Area Forecast Discussion
Issued by NWS Duluth, MN

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FXUS63 KDLH 141117

Area Forecast Discussion
National Weather Service Duluth MN
617 AM CDT Fri Jun 14 2024


- Sunny and mild weather today.

- Rain and thunderstorm chances return Saturday and linger into
  next week.

- There`s a chance (~5%) for strong to severe thunderstorms on
  Sunday and potential for heavy rain at times Sunday through
  Tuesday that could lead to some flooding issues.


Issued at 244 AM CDT Fri Jun 14 2024

Skies are mostly clear out there this morning except for an
area of clouds in northwest Wisconsin, which will move southeast
through the morning. There is some patchy fog out there, which
will diminish shortly after sunrise. With high pressure in
place, we`re looking at a sunny day with mild high temperatures
in the 70s. Some afternoon cumulus clouds will probably develop,
but it should be too dry for any showers today. Today will be a
good day for everyone to take a few deep breaths as we enjoy
some sunshine and a brief break from all the showers and

Tonight, expect increasing clouds from southwest to northeast as
we get southerly flow and an upper-level wave promoting some
showers and storms. With this initial round of rain out ahead of
a warm front well to the southwest, there won`t be much
instability to work with, so this is more likely to be a
synoptically-driven rain (~80% chance) with perhaps some
embedded thunder here-and-there, but certainly no storms strong
to severe. PWATs will be increasing to around 1.25", and this
borders around 90th percentile of climatology. With this
potentially being a somewhat long duration (~12 hour) rainfall
for many areas, there`s a ~5-15% chance for excessive rainfall
(per WPC) that could lead to some flooding issues (most likely minor)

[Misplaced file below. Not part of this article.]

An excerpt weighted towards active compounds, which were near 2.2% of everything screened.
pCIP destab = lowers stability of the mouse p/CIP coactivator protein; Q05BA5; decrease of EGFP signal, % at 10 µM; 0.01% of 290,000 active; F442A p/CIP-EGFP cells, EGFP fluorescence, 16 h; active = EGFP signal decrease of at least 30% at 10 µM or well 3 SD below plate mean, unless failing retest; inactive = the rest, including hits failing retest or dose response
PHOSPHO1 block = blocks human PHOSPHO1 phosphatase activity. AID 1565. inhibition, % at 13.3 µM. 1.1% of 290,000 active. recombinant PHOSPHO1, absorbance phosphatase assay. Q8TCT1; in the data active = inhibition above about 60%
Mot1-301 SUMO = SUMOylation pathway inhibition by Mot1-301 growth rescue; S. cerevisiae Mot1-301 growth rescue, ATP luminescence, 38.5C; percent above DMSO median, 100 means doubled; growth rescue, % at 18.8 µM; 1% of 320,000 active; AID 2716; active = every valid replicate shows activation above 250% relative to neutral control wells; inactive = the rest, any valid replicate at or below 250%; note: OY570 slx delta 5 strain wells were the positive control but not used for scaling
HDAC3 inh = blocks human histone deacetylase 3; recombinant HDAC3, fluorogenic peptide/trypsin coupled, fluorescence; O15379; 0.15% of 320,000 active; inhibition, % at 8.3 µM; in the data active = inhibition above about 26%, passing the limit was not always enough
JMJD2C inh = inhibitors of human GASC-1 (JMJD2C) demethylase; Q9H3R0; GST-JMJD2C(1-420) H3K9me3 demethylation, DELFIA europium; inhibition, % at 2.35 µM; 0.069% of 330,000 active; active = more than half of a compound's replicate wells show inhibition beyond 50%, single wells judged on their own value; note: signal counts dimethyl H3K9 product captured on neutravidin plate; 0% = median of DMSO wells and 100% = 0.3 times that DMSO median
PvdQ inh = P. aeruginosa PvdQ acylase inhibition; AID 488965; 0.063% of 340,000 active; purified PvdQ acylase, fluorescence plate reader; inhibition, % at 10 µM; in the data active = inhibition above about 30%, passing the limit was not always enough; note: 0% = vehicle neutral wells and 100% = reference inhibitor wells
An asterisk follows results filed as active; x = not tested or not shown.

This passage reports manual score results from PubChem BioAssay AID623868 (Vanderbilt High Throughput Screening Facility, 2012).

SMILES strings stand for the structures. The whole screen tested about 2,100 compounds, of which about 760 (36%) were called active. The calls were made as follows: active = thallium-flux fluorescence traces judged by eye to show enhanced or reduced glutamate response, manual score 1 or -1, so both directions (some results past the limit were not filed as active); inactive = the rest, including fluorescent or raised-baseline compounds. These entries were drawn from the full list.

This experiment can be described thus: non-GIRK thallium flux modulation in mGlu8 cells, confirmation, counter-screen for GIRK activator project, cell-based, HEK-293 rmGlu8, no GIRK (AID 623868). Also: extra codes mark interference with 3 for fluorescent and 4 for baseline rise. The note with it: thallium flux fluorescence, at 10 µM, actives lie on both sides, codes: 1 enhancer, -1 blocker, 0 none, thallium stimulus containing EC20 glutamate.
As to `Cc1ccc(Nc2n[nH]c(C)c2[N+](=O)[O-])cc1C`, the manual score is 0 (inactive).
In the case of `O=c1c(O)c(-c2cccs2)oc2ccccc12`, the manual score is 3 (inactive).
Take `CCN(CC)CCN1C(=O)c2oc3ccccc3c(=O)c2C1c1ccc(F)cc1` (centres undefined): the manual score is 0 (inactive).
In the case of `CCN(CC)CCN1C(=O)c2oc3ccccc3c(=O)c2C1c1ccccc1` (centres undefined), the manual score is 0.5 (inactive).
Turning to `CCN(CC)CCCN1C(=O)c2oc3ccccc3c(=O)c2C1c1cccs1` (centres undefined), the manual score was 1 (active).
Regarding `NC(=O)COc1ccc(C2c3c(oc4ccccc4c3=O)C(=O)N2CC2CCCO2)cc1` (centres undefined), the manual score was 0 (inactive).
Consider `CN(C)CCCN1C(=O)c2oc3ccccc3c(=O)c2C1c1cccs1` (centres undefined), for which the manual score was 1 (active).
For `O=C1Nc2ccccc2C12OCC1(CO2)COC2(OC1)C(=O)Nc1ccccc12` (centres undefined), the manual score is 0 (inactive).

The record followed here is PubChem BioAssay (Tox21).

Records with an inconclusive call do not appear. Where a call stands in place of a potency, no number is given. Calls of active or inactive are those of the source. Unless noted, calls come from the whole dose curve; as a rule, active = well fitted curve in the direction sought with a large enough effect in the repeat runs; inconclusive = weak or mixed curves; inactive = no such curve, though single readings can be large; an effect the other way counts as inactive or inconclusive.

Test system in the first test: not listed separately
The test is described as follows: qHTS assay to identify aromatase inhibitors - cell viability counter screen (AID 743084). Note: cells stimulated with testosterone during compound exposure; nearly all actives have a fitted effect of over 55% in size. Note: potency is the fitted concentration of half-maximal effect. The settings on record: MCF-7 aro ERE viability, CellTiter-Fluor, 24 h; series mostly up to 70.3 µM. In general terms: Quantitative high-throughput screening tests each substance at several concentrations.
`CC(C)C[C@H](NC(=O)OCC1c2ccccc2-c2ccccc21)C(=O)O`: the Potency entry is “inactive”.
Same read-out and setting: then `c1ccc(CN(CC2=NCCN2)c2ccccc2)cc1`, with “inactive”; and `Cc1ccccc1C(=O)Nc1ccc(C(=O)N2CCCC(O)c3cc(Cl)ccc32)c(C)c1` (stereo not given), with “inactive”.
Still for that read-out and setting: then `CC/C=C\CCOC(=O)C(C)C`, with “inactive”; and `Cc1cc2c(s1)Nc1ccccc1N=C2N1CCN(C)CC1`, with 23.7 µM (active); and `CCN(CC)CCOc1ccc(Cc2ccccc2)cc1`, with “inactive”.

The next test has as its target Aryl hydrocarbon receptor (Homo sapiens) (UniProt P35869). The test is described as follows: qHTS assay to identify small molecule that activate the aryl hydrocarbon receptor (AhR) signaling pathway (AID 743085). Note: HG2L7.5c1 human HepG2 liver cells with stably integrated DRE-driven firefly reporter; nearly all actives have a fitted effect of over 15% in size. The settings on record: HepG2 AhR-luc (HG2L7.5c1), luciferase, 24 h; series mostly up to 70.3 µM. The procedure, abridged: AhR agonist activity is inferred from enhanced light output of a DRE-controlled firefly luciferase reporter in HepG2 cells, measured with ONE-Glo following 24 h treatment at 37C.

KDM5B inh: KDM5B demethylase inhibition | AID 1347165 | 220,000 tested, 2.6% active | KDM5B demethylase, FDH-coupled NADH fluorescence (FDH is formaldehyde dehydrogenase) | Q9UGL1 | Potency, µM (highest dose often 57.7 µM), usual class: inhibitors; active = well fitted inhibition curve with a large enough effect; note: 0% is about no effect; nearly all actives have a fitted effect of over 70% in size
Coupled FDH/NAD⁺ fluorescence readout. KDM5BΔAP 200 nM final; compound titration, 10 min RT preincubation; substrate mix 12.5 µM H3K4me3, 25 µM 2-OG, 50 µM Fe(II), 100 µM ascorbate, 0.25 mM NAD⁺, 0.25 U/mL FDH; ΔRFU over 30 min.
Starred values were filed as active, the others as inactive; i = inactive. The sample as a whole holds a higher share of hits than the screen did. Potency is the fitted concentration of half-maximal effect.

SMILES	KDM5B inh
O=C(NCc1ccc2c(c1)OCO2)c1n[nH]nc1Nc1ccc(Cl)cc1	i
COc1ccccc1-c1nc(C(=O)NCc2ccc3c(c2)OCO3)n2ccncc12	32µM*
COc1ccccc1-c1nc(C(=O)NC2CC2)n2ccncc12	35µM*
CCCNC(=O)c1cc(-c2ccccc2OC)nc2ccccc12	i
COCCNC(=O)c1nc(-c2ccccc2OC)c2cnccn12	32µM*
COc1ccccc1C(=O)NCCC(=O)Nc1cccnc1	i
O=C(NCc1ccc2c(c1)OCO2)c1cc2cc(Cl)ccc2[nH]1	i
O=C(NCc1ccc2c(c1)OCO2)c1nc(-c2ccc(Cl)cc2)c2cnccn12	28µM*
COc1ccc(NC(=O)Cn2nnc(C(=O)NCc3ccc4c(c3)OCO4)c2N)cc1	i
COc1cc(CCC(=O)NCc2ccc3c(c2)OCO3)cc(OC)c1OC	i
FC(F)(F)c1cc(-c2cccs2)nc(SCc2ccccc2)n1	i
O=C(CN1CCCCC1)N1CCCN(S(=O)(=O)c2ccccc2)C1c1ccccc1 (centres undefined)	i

Saturday afternoon and night, mainly in northwest Wisconsin.

The trough aloft and attendant rainfall will continue east
Sunday morning. There are timing differences in the models on
how quickly this rain could move out, and this will have
potential implications on how storm chances end up for Sunday
afternoon. Right now, there are a few ingredients in favor of
and in opposition of the potential for some strong to severe
storms popping up Sunday afternoon. Let`s talk about the less-
favorable ingredients first. The upper level pattern does not
appear to be very supportive for convection overall with
potentially weak ridging aloft and an upper level jet to the
west, putting the Northland in the less-favorable right exit
region (i.e. sinking air). Model soundings also suggest
potential for a pretty strong capping inversion aloft with an
elevated mixed layer, and if the timing of the morning rain`s
exit is later, it`ll be more difficult to bust the cap in the
afternoon. With all that said, the warm air advection regime
won`t be going away, and in fact we will have some steep mid to
upper level lapse rates and potentially 2k+ J/kg of MUCAPE to
work with. 0-6 km shear may be offset with higher values to the
west, but perhaps 30-40 kt of shear in the highest instability,